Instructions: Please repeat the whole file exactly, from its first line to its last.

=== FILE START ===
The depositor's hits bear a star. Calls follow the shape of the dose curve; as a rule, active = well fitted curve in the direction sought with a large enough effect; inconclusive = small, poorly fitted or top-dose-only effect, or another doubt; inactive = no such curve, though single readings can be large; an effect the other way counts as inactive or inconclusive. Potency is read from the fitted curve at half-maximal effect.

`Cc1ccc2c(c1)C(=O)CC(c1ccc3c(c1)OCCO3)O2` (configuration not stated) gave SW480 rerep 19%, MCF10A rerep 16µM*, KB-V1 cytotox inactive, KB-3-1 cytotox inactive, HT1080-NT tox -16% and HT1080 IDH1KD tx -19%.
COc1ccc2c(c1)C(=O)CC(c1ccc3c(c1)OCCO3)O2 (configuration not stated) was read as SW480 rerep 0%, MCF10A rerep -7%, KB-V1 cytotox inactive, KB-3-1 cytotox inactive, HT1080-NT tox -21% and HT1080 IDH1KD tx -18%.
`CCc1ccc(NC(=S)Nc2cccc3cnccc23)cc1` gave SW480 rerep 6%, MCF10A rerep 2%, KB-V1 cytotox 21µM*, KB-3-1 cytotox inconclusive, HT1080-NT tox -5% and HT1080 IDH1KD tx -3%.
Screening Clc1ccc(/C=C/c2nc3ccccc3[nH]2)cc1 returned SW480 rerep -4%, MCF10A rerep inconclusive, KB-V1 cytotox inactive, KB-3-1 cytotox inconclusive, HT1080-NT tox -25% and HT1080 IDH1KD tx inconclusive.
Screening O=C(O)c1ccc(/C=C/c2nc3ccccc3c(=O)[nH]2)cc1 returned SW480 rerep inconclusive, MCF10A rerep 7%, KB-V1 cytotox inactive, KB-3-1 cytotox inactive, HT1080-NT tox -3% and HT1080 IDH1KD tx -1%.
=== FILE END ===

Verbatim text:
The depositor's hits bear a star. Calls follow the shape of the dose curve; as a rule, active = well fitted curve in the direction sought with a large enough effect; inconclusive = small, poorly fitted or top-dose-only effect, or another doubt; inactive = no such curve, though single readings can be large; an effect the other way counts as inactive or inconclusive. Potency is read from the fitted curve at half-maximal effect.

`Cc1ccc2c(c1)C(=O)CC(c1ccc3c(c1)OCCO3)O2` (configuration not stated) gave SW480 rerep 19%, MCF10A rerep 16µM*, KB-V1 cytotox inactive, KB-3-1 cytotox inactive, HT1080-NT tox -16% and HT1080 IDH1KD tx -19%.
COc1ccc2c(c1)C(=O)CC(c1ccc3c(c1)OCCO3)O2 (configuration not stated) was read as SW480 rerep 0%, MCF10A rerep -7%, KB-V1 cytotox inactive, KB-3-1 cytotox inactive, HT1080-NT tox -21% and HT1080 IDH1KD tx -18%.
`CCc1ccc(NC(=S)Nc2cccc3cnccc23)cc1` gave SW480 rerep 6%, MCF10A rerep 2%, KB-V1 cytotox 21µM*, KB-3-1 cytotox inconclusive, HT1080-NT tox -5% and HT1080 IDH1KD tx -3%.
Screening Clc1ccc(/C=C/c2nc3ccccc3[nH]2)cc1 returned SW480 rerep -4%, MCF10A rerep inconclusive, KB-V1 cytotox inactive, KB-3-1 cytotox inconclusive, HT1080-NT tox -25% and HT1080 IDH1KD tx inconclusive.
Screening O=C(O)c1ccc(/C=C/c2nc3ccccc3c(=O)[nH]2)cc1 returned SW480 rerep inconclusive, MCF10A rerep 7%, KB-V1 cytotox inactive, KB-3-1 cytotox inactive, HT1080-NT tox -3% and HT1080 IDH1KD tx -1%.